April 27, 2006 11:56 PM  
Anonymous Anonymous said...

Be aware that there are some simple ways around this policy. But it is at least a step in the right direction. If you use a router to share an internet connection among a number of computers you can also control access by using the scheduling feature avaiable on most of them. You can restrict their access to the net to times and durations of your choosing. It also makes a very effective method of cutinng off their access that does not require taking the keyboard or computer away to enforce a ban on net use. IMHO, to use a "netism", children under the age of 16 should have severe restictions on net use in the same way they are restricted from using the family car, until they are mature enough to handle the privelige.

April 28, 2006 12:03 AM  
Anonymous Anonymous said...

maybe I was one of the smart ones. I started using instant messaging programs, chat rooms etc when I was 11-12 years old and honestly, nothing bad has ever happened. I dont think that a lot of these kids need their parents looking in at all of their conversations. Yes, I know that there are predators out there lurking on the internet, but that's like saying the parent should be with the kid 24/7 listening to all their conversations and what they do at all times. Or if not at that extreme, recording everything they do in a day and only watching it if a complaint comes up. doesnt sound much like trust to me. To bar them from talking to anyone they dont know online is a pretty restrictive thing dont you think? Not everyone you talk to is going to be a sexual predator, and who knows, you might make a good friend out of it. All in all, I dont think that monitoring all the conversations is a very good idea.

April 28, 2006 12:03 AM  
Anonymous Anonymous said...

There are so many things about this that are wrong.. this will be a long msg. By doing this it's an invasion of privacy and an invasion of trust. There are many dangers in the world, and the internet is probably one of the safer ones. Think about how your kid can go out in public and be around so many strangers. You can't be there for all that. If your child says that nothing is going on, than nothing is going on, simple as that. A real parent doesn't need to have all those tools to watch over them... what a "REAL" parent would be doing is talking to their children, gaining their trust, having a close relationship.. and actually "TALKING" to them alot. I don't understand why people think they can protect their kid online. Especially if parents aren't computer savi, a couple of steps on here isn't going to stop the child from hiding anything. No, infact it's only going to annoy them and make them aware of what is going on and how they have POS all the time. A teenager can easily go into the msg history, because the path is right there under the options on msn and delete any messages they want. So instead of giving parents a false tool to use, parents should start working on a relationship with their child to build trust.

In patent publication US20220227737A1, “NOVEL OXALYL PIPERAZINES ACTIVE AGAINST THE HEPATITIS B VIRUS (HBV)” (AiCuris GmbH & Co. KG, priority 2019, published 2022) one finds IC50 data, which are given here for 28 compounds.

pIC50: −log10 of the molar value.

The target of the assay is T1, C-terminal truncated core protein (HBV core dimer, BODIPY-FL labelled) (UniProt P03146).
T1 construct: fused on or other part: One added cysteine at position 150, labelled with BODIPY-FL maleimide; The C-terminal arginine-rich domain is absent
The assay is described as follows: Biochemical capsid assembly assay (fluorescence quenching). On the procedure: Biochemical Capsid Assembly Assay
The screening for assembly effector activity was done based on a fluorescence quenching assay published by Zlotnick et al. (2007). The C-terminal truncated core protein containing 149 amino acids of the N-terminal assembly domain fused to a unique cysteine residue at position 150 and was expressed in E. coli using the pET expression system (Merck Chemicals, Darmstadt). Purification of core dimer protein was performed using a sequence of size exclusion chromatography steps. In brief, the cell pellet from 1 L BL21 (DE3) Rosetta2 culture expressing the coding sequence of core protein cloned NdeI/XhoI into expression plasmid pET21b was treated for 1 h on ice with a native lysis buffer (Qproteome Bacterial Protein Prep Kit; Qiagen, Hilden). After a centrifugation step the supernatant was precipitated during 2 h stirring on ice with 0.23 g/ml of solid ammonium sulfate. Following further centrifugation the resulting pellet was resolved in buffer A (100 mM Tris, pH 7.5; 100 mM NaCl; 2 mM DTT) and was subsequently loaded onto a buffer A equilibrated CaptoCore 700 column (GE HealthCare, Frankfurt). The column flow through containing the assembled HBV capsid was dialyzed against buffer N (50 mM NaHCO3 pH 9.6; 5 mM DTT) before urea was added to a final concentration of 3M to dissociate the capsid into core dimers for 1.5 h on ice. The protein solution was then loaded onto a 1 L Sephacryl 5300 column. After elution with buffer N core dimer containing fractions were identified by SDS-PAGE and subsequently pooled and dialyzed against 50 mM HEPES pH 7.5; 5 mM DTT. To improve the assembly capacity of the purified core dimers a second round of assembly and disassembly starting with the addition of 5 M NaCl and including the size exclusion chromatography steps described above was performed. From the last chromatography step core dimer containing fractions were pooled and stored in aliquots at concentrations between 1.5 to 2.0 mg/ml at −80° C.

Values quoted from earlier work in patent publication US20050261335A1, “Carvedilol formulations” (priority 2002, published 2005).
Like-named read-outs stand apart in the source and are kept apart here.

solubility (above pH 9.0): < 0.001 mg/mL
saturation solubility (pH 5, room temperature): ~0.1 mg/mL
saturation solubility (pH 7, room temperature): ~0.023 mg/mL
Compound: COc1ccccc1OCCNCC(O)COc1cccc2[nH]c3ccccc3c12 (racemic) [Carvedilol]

April 28, 2006 12:06 AM  
Anonymous Anonymous said...

Invasion of privacy ??? Invasion of trust?? There are at least two previous posters who would have earned complete disconenction for their posts here tonight.These are thing you earn they are not rights. When you are judged ready for such "rights" they will be granted and not because your peers have them. Sure kids can go and delete the logs it's simple to do, but the deletion of those logs especailly when use of the service is predicated on the logs being kept in the first place and this is discussed with the child, is not an invasion of privacy or trust. They are the rules for the use of the service. Relaxation of the rules will come when they are earned and quite possibly without the logs ever being checked. It is also a two way street as it will also protect them from being falsely accused of misdoing as well. As far as being a "false tool", it allows a dialogue and boundary settings to be discussed with the child before implimentation.

If more draconian tools of enforcment are required, a number of parents I know swear by this one.

http://www.k9webprotection.com/internet.html

April 28, 2006 12:29 AM  
Blogger Lorraine said...

Great comments on both sides of this debate - and I can see both sides. Everyone who mentioned open communication with their children as being the best defense against anything is spot on. That's why I suggest you show them what you're doing, if you have reason to be concerned. I don't check my kids messages - I just need them to be aware that I can if I need to. I know they can disable thinks I implement. They also know I live with a guy who can undo what they've done. Works two ways - and no, we've never gone that far. Would I if I thought my kid was threatened? Better believe I would.

It's far more important to have the computer in a central place, if you ask me. I can't stand kids locked away in their rooms for hours. Is that terrible parenting? You'd have to ask my kids.